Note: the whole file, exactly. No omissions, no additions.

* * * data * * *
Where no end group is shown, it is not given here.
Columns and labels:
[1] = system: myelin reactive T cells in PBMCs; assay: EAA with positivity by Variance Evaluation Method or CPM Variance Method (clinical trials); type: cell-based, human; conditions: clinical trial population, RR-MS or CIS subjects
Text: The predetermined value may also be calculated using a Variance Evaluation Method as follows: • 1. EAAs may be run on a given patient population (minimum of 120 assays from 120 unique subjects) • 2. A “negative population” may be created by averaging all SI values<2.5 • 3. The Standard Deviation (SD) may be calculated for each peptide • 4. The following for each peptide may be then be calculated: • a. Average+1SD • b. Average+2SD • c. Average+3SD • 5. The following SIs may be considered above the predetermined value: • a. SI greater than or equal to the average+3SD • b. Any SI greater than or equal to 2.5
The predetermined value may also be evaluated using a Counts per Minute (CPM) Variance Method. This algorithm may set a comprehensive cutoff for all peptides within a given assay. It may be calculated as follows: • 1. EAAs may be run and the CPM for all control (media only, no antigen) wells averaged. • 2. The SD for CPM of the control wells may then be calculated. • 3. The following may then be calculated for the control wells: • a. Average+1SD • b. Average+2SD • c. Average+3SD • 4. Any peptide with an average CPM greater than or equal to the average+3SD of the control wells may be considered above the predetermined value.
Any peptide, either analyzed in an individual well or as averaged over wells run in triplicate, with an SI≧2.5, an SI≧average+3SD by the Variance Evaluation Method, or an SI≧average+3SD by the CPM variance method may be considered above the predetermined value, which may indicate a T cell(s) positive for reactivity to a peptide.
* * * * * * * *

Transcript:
Where no end group is shown, it is not given here.
Columns and labels:
[1] = system: myelin reactive T cells in PBMCs; assay: EAA with positivity by Variance Evaluation Method or CPM Variance Method (clinical trials); type: cell-based, human; conditions: clinical trial population, RR-MS or CIS subjects
Text: The predetermined value may also be calculated using a Variance Evaluation Method as follows: • 1. EAAs may be run on a given patient population (minimum of 120 assays from 120 unique subjects) • 2. A “negative population” may be created by averaging all SI values<2.5 • 3. The Standard Deviation (SD) may be calculated for each peptide • 4. The following for each peptide may be then be calculated: • a. Average+1SD • b. Average+2SD • c. Average+3SD • 5. The following SIs may be considered above the predetermined value: • a. SI greater than or equal to the average+3SD • b. Any SI greater than or equal to 2.5
The predetermined value may also be evaluated using a Counts per Minute (CPM) Variance Method. This algorithm may set a comprehensive cutoff for all peptides within a given assay. It may be calculated as follows: • 1. EAAs may be run and the CPM for all control (media only, no antigen) wells averaged. • 2. The SD for CPM of the control wells may then be calculated. • 3. The following may then be calculated for the control wells: • a. Average+1SD • b. Average+2SD • c. Average+3SD • 4. Any peptide with an average CPM greater than or equal to the average+3SD of the control wells may be considered above the predetermined value.
Any peptide, either analyzed in an individual well or as averaged over wells run in triplicate, with an SI≧2.5, an SI≧average+3SD by the Variance Evaluation Method, or an SI≧average+3SD by the CPM variance method may be considered above the predetermined value, which may indicate a T cell(s) positive for reactivity to a peptide.